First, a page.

Fact or fiction: All dogs naturally know how to swim. Believe it or not, fiction! While all dogs instinctively can do the “doggy paddle,” not all pups can stay afloat for an extended period of time or even know how to keep themselves above water from the get-go. Also, breeds such as bulldogs can often drown because of their short noses and legs. So, if you don’t want your dog “swimmin’ with the fishes” (in a bad way) here are some tips based on which body of water you’ll be visiting:
Before even attempting to get Max into a pool, gently get his paws wet in the shallow end to see how he responds to water. You may have to repeat this stage a few times before he understands that the big, giant body of water in front of them is actually fun! Coax him in further with a toy or in the safety of your arms (be wary if he freaks though – so it’s important to know your dog’s temperament first) and monitor his swimming ability. You can also get a life jacket with handle, which is a safe backup until he is fully trained, or for him to wear every time if he is a breed that will never be able to master swimming on his own. Once he’s in deep (in a good way) keep checking on him to make sure the chlorine isn’t bothering his sensitive eyes, ears and nose, and hose him off afterwards with clean water. Lastly, don’t let him drink the pool water and keep fresh water available instead. Most importantly, teach your dog how to get out of the pool on his own.
Beach sand gets HOT. Ever see “that guy” walking like a champ…only to see him start booking it to his blanket after a few strides onto the beach? Don’t be “that guy” with your dog. Their paws are tough, but sensitive, so make sure your dog has a cooler spot to stand on too. Make sure you have clean drinking water and sunscreen as dogs can get sunburned too, as well as get melanoma. In fact, one of our employee’s dogs was recently diagnosed with skin cancer. Use a dog safe sunscreen that doesn’t contain zinc oxide - which is toxic to dogs - and apply it to her nose and ears. Don’t let your dog overdo it while you’re at the beach either. Running in the sand is a great workout, but be on the lookout for muscle strain, sharp rocks, coral, and litter on the beach. Other than that, Life’s a Beach, so go for it!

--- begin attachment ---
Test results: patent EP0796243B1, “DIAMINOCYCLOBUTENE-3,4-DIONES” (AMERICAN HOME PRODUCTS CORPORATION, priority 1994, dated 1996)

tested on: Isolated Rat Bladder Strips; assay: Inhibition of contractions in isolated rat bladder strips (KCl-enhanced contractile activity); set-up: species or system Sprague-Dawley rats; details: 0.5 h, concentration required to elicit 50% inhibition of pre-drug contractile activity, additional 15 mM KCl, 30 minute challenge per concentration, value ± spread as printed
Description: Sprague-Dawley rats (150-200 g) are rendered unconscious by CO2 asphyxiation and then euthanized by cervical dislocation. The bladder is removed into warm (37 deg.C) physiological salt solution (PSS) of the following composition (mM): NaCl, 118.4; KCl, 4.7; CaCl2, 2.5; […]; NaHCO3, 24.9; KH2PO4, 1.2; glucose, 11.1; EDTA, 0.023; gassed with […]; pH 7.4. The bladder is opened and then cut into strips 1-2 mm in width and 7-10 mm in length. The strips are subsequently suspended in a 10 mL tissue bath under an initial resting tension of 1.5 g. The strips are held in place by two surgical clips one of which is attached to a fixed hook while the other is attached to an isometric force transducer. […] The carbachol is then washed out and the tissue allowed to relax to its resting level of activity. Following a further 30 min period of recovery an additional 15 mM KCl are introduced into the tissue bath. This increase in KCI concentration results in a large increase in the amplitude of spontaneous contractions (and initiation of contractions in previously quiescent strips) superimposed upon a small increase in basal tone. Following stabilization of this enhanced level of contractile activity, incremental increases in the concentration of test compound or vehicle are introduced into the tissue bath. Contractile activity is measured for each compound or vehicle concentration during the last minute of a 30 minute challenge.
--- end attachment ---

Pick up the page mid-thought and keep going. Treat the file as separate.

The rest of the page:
If Gilligan loves a ride in the car, then he’ll probably love a boat ride too! When taking your little skipper out for a three-hour tour, be sure to bring the following with you: life vest, puppy pads/disposal bags, extra towels or outdoor pillow, clean water and bowl, sunscreen, food, and a safety plan in case he accidentally goes overboard - or in the event that you end up on a desert island with Ginger and Mary Ann.
If you decide to take Sadie in the water, ensure there are no motorboats around. She’ll be fixated on fetching the ball you throw and won’t be paying attention to oncoming boat traffic. If playing fetch, throw the toy half of the distance she is able to swim. She may make it out there ok but could struggle to get back. Lake water can harbor bacteria, especially leptospirosis, so limit the amount of drinking your dog does from standing water. Fortunately, there is a leptospirosis vaccine available if you plan to frequently visit lakes with your dog. Ask your veterinarian if this vaccine is a good choice for your level of adventure. Also, as with any water activity, you should gently dry out their ears when the day is done. This is especially important for dogs with long, flappy ears to avoid potential ear infections.
Do you love all of the above? Here’s some nautical accessories to make you and your dog’s life beachy keen: